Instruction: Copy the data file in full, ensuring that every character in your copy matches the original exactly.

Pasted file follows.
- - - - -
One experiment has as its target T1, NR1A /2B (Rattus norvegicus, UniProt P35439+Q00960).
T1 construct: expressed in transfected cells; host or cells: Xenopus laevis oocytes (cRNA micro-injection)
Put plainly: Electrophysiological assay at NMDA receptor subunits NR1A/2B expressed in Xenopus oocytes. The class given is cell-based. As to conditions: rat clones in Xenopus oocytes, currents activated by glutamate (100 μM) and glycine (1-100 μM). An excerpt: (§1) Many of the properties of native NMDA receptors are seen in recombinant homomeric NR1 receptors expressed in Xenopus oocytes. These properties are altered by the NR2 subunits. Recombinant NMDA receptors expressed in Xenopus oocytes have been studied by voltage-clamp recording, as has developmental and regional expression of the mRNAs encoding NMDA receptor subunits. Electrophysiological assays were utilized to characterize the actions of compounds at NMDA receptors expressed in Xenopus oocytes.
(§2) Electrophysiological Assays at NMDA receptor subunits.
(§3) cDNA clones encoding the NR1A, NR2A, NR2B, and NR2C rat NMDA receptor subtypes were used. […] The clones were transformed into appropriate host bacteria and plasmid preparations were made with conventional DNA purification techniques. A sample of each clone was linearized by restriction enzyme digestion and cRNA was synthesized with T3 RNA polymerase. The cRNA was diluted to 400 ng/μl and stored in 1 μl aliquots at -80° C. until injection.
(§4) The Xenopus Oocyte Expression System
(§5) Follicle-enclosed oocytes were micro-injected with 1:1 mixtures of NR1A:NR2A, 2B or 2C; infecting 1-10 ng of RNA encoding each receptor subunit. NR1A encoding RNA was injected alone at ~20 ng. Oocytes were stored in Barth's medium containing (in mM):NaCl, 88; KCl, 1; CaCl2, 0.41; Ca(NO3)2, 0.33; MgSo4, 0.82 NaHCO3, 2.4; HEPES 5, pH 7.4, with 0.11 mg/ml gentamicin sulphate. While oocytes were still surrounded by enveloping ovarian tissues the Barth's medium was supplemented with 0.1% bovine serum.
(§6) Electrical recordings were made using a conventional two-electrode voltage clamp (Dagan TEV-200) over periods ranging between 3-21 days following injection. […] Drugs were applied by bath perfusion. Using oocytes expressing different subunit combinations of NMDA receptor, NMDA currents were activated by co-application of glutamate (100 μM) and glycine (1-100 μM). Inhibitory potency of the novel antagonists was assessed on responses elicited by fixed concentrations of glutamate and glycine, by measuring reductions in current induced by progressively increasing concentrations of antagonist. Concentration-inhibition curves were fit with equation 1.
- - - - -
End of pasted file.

One experiment has as its target T1, NR1A /2B (Rattus norvegicus, UniProt P35439+Q00960).
T1 construct: expressed in transfected cells; host or cells: Xenopus laevis oocytes (cRNA micro-injection)
Put plainly: Electrophysiological assay at NMDA receptor subunits NR1A/2B expressed in Xenopus oocytes. The class given is cell-based. As to conditions: rat clones in Xenopus oocytes, currents activated by glutamate (100 μM) and glycine (1-100 μM). An excerpt: (§1) Many of the properties of native NMDA receptors are seen in recombinant homomeric NR1 receptors expressed in Xenopus oocytes. These properties are altered by the NR2 subunits. Recombinant NMDA receptors expressed in Xenopus oocytes have been studied by voltage-clamp recording, as has developmental and regional expression of the mRNAs encoding NMDA receptor subunits. Electrophysiological assays were utilized to characterize the actions of compounds at NMDA receptors expressed in Xenopus oocytes.
(§2) Electrophysiological Assays at NMDA receptor subunits.
(§3) cDNA clones encoding the NR1A, NR2A, NR2B, and NR2C rat NMDA receptor subtypes were used. […] The clones were transformed into appropriate host bacteria and plasmid preparations were made with conventional DNA purification techniques. A sample of each clone was linearized by restriction enzyme digestion and cRNA was synthesized with T3 RNA polymerase. The cRNA was diluted to 400 ng/μl and stored in 1 μl aliquots at -80° C. until injection.
(§4) The Xenopus Oocyte Expression System
(§5) Follicle-enclosed oocytes were micro-injected with 1:1 mixtures of NR1A:NR2A, 2B or 2C; infecting 1-10 ng of RNA encoding each receptor subunit. NR1A encoding RNA was injected alone at ~20 ng. Oocytes were stored in Barth's medium containing (in mM):NaCl, 88; KCl, 1; CaCl2, 0.41; Ca(NO3)2, 0.33; MgSo4, 0.82 NaHCO3, 2.4; HEPES 5, pH 7.4, with 0.11 mg/ml gentamicin sulphate. While oocytes were still surrounded by enveloping ovarian tissues the Barth's medium was supplemented with 0.1% bovine serum.
(§6) Electrical recordings were made using a conventional two-electrode voltage clamp (Dagan TEV-200) over periods ranging between 3-21 days following injection. […] Drugs were applied by bath perfusion. Using oocytes expressing different subunit combinations of NMDA receptor, NMDA currents were activated by co-application of glutamate (100 μM) and glycine (1-100 μM). Inhibitory potency of the novel antagonists was assessed on responses elicited by fixed concentrations of glutamate and glycine, by measuring reductions in current induced by progressively increasing concentrations of antagonist. Concentration-inhibition curves were fit with equation 1.